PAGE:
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Protests Spread in Burma; Government Urged to Exercise Restraint


Reports from Burma say protests over a doubling of fuel prices appear to be spreading beyond the main city, Rangoon, to other parts of the country. Witnesses say security forces have fanned out across Rangoon to prevent further demonstrations, which analysts say could threaten the military's control of the country. VOA's Luis Ramirez reports from our Southeast Asia bureau in Bangkok.

The new reports of unrest in Burma come as international concern has mounted over the military rulers' decision to halt peaceful protests this week. Security forces have arrested scores of activists, some of them dragged and beaten in the streets.

Witnesses on Friday said security forces, including plain-clothes police agents, patrolled the streets of Rangoon looking for new protests.

The protests this week bring memories of 1988, when thousands of people demonstrated against the military government, demanding democratic change. The military used guns and tanks to crush the demonstrations, killing about 3,000 people.

The latest demonstrations are over the doubling of fuel prices, which has caused transportation costs to skyrocket in the impoverished country.

Tadzrul Tahir is the Southeast Asia Program officer for Forum Asia, a Bangkok human rights group that follows events in Burma. He says the protests this week, while small in comparison, have parallels to those of 1988.

"The uprising was prominently demanding democracy and it become a movement of the people demanding the basic rights of the people," said Tahir. "I think the impact of the fuel price increase will go beyond the '88 movement or the pro-democracy moment because the impact will finally hit the ordinary people. And this is not just an increase in oil prices, but also an increase in ordinary consumer items, like rice, sugar and oil."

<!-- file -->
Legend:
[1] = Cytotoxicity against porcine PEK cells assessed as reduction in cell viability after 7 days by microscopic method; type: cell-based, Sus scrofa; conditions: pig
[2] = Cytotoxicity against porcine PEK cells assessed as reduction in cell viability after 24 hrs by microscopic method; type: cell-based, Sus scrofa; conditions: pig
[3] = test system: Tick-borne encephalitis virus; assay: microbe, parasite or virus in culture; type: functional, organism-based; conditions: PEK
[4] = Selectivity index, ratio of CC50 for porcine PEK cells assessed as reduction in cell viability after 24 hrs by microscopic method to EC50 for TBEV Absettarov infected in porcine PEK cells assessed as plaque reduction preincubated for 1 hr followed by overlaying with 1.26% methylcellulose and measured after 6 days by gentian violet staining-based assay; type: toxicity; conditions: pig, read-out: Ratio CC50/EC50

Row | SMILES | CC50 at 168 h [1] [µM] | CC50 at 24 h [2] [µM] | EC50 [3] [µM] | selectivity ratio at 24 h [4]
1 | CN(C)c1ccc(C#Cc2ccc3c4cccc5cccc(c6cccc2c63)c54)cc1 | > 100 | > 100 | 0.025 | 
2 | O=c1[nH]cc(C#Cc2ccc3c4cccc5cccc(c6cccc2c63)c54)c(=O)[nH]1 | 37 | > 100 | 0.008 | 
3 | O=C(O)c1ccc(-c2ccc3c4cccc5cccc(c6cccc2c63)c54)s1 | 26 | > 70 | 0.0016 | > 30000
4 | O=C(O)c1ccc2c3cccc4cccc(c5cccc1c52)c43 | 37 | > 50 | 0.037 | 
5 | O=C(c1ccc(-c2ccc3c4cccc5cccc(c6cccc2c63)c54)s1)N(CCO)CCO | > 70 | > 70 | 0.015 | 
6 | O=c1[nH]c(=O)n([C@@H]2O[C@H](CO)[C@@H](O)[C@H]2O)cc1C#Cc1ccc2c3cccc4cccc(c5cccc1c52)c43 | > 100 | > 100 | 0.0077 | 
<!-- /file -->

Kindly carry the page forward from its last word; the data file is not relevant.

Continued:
He notes that in decades past, similar economic crises and price increases contributed to uprisings that drove out long-time rulers in the Philippines and Indonesia.

Members of the international community - long critical of the government's human rights record - are calling for dialogue to quell the unrest.

U.N. Secretary-General Ban Ki-moon says he is following events in Burma with concern. He urged the authorities to exercise maximum restraint in responding to the demonstrations and also called on both sides to avoid provocation. He called for a constructive dialogue toward national reconciliation.

Earlier this week, the United States called for the release of dissidents arrested in the demonstrations and urged Burma's leadership to engage in meaningful dialogue with members of democratic movements.